CancerCare Releases Research on Patient Values Initiative

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MANY FACTORS can influence treatment decisions patients make concerning their cancer care. These include safety, efficacy, and cost, among other concerns. Recently, CancerCare, a national organization dedicated to providing assistance at no cost to anyone affected by cancer, established the “CancerCare Patient Values Initiative,” an effort to reframe the national health-care policy dialogue to include the patient’s voice. 

Initial Findings 

As the first step in this important project, CancerCare has released a white paper titled, “The Many Voices of Value: A CancerCare Focus Group Assessment” outlining the need for new patient resources to document patient priorities during treatment planning. The emergence of new decision-support tools is helping to inform physicians’ recommendations; however, most of these tools are shaped through the eyes of payers and providers, and may not consider what matters most to patients. 

Ellen Sonnet, JD, MBA

Ellen Sonnet, JD, MBA

According to CancerCare’s report, these initial research findings support the hypothesis that resources are needed to help patients define their priorities and preferences, and for providers to ask about and understand these values to help inform treatment planning, before treatment actually begins.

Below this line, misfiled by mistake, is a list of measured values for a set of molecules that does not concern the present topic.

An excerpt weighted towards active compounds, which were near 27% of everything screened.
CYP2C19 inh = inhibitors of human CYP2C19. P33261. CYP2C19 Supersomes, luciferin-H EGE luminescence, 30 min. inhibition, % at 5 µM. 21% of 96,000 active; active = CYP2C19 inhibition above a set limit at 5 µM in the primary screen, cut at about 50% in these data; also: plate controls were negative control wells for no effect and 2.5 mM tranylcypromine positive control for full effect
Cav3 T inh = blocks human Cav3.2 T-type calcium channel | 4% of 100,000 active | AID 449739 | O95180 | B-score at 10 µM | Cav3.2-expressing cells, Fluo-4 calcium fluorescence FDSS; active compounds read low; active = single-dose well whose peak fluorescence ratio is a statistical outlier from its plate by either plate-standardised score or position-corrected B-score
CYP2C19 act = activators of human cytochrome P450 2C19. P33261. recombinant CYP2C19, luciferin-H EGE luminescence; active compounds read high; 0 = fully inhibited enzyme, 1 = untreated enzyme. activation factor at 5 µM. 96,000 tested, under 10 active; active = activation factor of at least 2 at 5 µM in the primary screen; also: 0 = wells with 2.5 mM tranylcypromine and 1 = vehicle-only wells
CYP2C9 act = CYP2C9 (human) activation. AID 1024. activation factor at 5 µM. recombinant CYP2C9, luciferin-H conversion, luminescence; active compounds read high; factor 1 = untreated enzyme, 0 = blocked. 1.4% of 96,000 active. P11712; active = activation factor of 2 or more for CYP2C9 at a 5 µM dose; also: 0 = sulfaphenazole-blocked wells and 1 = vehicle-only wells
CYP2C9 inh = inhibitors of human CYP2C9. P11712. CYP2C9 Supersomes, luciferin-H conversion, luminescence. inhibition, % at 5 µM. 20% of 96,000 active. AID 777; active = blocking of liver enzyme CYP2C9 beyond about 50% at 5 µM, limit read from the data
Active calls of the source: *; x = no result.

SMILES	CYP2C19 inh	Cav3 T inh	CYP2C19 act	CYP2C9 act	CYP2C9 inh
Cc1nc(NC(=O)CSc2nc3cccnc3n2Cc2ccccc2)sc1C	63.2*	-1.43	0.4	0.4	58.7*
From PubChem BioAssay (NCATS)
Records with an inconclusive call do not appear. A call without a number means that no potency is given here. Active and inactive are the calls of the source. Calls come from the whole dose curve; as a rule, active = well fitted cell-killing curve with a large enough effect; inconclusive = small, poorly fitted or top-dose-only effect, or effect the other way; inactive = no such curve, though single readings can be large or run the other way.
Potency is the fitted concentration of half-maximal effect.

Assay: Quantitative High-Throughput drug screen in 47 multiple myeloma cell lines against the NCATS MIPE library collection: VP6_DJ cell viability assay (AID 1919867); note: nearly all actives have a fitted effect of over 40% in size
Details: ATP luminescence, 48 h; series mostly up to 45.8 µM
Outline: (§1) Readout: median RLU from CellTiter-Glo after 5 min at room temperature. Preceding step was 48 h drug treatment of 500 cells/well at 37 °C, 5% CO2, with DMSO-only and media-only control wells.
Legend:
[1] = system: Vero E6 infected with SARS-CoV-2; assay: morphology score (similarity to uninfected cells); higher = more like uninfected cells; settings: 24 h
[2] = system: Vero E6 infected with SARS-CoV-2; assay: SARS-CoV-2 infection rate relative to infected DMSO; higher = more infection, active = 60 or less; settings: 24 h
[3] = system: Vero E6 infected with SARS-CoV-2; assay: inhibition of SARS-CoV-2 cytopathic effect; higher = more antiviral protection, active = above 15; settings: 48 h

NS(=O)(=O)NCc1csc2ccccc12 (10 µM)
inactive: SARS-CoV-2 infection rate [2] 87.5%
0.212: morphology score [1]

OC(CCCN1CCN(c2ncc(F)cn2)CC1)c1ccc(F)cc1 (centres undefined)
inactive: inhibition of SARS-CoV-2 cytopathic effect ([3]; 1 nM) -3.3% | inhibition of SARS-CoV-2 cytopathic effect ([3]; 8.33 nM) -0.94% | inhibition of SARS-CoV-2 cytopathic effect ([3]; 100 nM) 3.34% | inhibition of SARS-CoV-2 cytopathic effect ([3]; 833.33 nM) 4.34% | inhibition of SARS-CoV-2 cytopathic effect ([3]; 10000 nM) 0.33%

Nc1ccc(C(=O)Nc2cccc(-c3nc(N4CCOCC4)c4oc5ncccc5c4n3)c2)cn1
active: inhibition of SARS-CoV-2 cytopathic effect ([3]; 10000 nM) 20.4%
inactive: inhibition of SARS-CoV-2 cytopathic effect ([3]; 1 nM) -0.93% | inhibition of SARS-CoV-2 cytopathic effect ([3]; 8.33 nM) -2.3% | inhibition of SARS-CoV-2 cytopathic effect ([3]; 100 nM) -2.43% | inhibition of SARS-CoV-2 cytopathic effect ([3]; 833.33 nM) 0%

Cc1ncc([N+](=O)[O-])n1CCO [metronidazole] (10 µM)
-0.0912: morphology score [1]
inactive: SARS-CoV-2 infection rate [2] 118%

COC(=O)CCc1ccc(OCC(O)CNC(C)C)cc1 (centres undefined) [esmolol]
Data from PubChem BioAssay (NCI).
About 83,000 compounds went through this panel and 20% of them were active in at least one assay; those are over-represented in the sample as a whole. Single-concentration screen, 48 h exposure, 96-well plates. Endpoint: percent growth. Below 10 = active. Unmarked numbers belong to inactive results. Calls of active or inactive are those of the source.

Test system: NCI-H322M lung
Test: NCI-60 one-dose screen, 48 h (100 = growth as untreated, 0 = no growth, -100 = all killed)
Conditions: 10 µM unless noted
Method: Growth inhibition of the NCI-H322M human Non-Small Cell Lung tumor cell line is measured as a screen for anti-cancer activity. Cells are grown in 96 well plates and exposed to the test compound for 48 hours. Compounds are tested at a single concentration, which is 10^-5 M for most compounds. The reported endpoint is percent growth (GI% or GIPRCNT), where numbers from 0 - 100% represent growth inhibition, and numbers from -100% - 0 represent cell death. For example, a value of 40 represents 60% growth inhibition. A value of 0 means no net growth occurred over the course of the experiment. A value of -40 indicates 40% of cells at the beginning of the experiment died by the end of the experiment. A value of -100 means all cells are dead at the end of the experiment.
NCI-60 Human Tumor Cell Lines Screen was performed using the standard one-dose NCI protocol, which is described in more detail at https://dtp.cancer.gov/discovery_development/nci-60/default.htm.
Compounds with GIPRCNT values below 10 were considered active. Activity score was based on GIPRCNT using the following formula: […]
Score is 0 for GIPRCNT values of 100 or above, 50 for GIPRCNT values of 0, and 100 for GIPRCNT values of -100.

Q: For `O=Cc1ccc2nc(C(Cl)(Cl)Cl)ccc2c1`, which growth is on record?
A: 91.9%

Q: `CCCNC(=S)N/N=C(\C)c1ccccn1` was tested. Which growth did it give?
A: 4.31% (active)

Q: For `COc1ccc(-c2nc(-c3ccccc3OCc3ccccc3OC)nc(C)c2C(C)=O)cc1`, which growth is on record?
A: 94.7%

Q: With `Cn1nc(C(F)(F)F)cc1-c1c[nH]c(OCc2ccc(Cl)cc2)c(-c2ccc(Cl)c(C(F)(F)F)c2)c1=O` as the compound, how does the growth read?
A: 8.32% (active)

As part of the initiative, oncology social workers and people with cancer were interviewed to shed light on how patients participate in deciding on a cancer treatment plan and how they view their roles and relationships with their care providers. Common themes emerged from the focus groups, including: 

  • Patients do not feel they are active participants in developing their treatment plans; 
  • Treatment planning discussions are often overwhelming for newly diagnosed patients; 
  • Few patients realize they may ask questions or know what questions to ask during these discussions; 
  • Patients want their providers to recognize and appreciate the effect treatment has on their lives; and 
  • Patients’ priorities and perceptions of their treatment change over time. 

Ellen Sonnet, JD, MBA, Chief Strategy and Alliance Officer of CancerCare, and a member of the Patient Values Initiative Advisory Board, said, “We heard from patients that when first learning they had cancer, they felt overwhelmed, anxious, and frightened. During this period, it was nearly impossible for them to articulate their priorities and understand the implications of their treatment choices.” Ms. Sonnet noted that patients said with time they could better communicate with their care team to incorporate what mattered most into their care regimens. “By then, however, initial treatment was underway,” she added. 

In the coming months, CancerCare plans to field additional surveys among health-care providers and patients in an effort to validate and build upon their initial findings. Ms. Sonnet noted “our ultimate goal is to develop new resources that can be easily used by patients and clinicians to capture patient priorities during treatment planning.” 

For more information and a copy of the report, visit ■




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